Bill to make Canadian citizenship hard to get, easy to lose

Posted at 09/02/2014 10:31 AM | Updated as of 09/03/2014 9:56 AM

VANCOUVER - Canada can now easily strip the citizenship of millions of Canadians, thanks to a proposed law that will make citizenship harder to get and easier to lose.

The British Columbia Civil Liberties Association (BCCLA) is very worried about the implications of bill C-24, a proposal that re-defines Canadian citizenship.

They believe it targets naturalized citizens and those holding dual citizenship.

"Canadian citizens who are dual citizens are particularly vulnerable to the citizenship-stripping provisions because under the law if you only hold one citizenship then they can't take that away from you," said Carmen Cheung, senior counsel of BCCLA.

Cheung further explained, "But if you hold two citizenships, a dual citizenship or if you are even eligible for dual citizenship, then all of these citizenship-stripping provisions come into effect and so that in effect creates categories of Canadians and we know that oftentimes, the people who are dual citizens are immigrants or they're new to Canada, and so it disproportionately impacts new Canadians and immigrants."

It also targets suspects of terrorist activities, organized crime, or loyalty offenses, like serving in a country fighting Canada, by stripping them of their citizenship.

The new law also makes it harder to be a Canadian by extending the residency requirement from three years to four years with a minimum 183 days' stay in Canada per year in four out of six years.

An application can be denied if there is doubt in your "intent to reside" in Canada. Refused applications can no longer be appealed.

"For purposes of halimbawa, sa negosyo mo, for family emergency, you had to go home, and napag-initan ka, pwedeng i-revoke ang citizenship mo - dadalihin ka sa intent to reside. so iyon ang nakakatakot na provision. The other provision that I really find troubling is yung pwede tayong mag-dual citizen. Pag-dual citizen ka at meron silang nakita na halimbawa nong mag-p.r. (permanent resident) ka, meron kang hindi nasabi, merong fraud o basta may hindi ka nasabi, pwedeng balikan ang iyong citizenship and revoke it," said immigration consultant Arlene Tungohan.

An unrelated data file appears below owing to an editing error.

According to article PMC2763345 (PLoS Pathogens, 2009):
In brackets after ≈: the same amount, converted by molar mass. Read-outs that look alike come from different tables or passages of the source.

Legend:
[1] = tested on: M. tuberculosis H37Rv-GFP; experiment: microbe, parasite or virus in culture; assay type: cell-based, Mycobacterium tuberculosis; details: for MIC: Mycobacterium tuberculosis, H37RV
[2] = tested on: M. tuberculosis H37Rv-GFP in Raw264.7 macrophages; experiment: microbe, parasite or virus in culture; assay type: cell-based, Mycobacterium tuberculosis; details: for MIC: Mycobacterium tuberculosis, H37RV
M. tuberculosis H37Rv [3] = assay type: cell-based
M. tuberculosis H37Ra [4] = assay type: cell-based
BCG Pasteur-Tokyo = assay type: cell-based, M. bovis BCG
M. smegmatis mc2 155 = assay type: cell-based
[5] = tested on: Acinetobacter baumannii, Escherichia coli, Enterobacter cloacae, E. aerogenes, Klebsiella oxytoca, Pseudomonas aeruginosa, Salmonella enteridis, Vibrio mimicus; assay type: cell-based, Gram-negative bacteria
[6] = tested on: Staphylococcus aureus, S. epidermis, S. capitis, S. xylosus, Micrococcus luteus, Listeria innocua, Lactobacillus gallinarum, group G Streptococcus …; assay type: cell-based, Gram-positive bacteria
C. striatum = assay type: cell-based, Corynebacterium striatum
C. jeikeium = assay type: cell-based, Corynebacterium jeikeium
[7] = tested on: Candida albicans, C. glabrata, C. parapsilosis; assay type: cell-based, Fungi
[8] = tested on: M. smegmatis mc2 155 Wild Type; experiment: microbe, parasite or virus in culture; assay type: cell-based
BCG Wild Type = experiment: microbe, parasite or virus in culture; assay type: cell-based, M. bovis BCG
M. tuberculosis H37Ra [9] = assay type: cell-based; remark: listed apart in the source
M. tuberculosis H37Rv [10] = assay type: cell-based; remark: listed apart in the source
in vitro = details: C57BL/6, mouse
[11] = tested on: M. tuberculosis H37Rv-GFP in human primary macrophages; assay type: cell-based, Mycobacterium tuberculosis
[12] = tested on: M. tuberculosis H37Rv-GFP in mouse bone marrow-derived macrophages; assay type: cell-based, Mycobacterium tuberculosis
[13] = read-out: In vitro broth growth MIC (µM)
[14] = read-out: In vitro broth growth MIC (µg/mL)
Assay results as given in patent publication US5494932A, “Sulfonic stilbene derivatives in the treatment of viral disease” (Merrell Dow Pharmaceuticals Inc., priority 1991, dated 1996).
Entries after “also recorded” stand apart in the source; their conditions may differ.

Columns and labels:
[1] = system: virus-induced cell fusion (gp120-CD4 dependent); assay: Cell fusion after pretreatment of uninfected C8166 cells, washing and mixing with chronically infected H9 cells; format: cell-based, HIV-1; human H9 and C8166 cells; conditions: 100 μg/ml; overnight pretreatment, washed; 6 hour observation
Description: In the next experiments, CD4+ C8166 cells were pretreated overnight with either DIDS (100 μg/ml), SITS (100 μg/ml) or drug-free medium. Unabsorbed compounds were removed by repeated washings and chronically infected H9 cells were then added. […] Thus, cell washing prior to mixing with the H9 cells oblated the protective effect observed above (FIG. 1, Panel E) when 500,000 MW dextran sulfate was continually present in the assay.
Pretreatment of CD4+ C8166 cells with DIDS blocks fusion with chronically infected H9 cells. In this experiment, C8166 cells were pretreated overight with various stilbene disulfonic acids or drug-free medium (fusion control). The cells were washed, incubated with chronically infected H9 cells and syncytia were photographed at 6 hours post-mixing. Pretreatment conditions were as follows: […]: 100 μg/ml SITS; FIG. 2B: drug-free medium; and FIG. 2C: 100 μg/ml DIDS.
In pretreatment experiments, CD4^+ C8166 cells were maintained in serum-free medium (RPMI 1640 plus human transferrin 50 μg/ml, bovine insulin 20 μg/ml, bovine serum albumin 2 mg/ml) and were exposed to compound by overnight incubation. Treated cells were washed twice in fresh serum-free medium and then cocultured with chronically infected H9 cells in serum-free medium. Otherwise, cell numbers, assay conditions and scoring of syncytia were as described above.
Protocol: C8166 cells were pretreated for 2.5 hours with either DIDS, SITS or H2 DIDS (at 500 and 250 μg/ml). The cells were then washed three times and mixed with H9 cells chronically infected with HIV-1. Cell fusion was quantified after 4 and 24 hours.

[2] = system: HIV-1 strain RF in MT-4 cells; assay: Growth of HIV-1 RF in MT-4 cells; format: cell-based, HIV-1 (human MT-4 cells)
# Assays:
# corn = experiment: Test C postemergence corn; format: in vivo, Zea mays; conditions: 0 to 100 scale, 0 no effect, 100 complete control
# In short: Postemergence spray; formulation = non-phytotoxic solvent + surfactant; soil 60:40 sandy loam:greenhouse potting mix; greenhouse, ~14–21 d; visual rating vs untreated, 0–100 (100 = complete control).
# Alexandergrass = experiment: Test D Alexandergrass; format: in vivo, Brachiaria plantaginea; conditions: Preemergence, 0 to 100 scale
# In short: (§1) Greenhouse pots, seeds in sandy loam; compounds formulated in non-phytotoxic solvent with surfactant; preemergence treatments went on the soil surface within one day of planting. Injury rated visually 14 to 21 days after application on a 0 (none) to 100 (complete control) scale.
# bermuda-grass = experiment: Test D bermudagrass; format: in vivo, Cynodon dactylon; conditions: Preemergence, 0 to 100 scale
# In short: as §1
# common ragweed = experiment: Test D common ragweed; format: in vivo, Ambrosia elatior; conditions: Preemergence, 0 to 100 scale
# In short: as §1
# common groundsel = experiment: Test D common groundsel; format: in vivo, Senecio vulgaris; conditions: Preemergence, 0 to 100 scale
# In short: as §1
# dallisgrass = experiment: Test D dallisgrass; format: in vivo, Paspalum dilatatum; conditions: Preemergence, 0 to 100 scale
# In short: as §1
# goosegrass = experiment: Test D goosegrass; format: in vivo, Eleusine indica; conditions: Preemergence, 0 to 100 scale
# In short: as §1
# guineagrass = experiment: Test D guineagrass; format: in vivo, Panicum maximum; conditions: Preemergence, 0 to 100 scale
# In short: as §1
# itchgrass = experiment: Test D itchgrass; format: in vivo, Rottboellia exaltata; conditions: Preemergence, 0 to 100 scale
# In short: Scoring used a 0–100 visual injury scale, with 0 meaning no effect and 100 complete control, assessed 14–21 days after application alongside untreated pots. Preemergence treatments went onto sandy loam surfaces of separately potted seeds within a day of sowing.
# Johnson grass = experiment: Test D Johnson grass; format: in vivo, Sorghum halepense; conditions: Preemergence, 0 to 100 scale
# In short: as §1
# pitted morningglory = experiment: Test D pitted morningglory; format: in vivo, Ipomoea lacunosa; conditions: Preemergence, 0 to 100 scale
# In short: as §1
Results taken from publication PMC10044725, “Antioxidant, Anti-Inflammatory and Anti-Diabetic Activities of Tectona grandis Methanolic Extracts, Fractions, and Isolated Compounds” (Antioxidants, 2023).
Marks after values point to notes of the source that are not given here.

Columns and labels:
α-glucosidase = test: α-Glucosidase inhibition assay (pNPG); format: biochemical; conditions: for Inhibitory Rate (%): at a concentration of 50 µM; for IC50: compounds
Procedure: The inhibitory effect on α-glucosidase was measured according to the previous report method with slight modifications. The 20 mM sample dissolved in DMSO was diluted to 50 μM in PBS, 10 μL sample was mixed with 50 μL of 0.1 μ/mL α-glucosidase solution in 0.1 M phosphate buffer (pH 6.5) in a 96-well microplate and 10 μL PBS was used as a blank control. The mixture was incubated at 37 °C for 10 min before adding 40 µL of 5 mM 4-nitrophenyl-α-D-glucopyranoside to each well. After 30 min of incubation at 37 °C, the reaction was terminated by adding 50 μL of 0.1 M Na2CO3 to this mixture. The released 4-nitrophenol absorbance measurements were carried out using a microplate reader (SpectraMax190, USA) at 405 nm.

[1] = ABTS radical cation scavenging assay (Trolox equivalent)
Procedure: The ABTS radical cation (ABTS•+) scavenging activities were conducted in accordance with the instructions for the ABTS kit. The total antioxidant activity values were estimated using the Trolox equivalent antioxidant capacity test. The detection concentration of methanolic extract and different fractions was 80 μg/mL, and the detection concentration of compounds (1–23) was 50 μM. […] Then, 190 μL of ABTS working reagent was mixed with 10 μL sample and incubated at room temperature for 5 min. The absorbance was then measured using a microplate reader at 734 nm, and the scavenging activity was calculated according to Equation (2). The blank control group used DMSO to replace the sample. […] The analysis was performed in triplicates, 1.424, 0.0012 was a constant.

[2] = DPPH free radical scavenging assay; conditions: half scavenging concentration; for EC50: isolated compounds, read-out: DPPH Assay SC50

The BCCLA warns another amendment may be introduced that will take away the right of Canadian citizenship by birth.

Government argues non-residents are taking advantage of this so their Canadian children can sponsor them in the future.

But statistics show these births are not even one percent of total Canadian births per year.

"There was a memo that was written by Canadian government officials which looks like it was assessing a proposal that they eliminate citizenship by birth on Canadian soil. We've heard reports that this is going to be the next piece of legislation that is going to be tabled and so we are incredibly concerned that this is going to be something that will be before parliament soon," Cheung said.

Migrante-BC vows to work with other groups to push for the repeal of this law.

"We have to continue giving voice of our community. It's really negatively impacting our human rights and our constitutional law and citizenship," said Migrante BC's Beth Dollaga.

To date, more than 45,000 Canadians have signed an online petition to stop bill C-24.

The Canadian Association of Refugee Lawyers and the BCCLA will file a lawsuit to challenge the sweeping changes in Canada's citizenship law.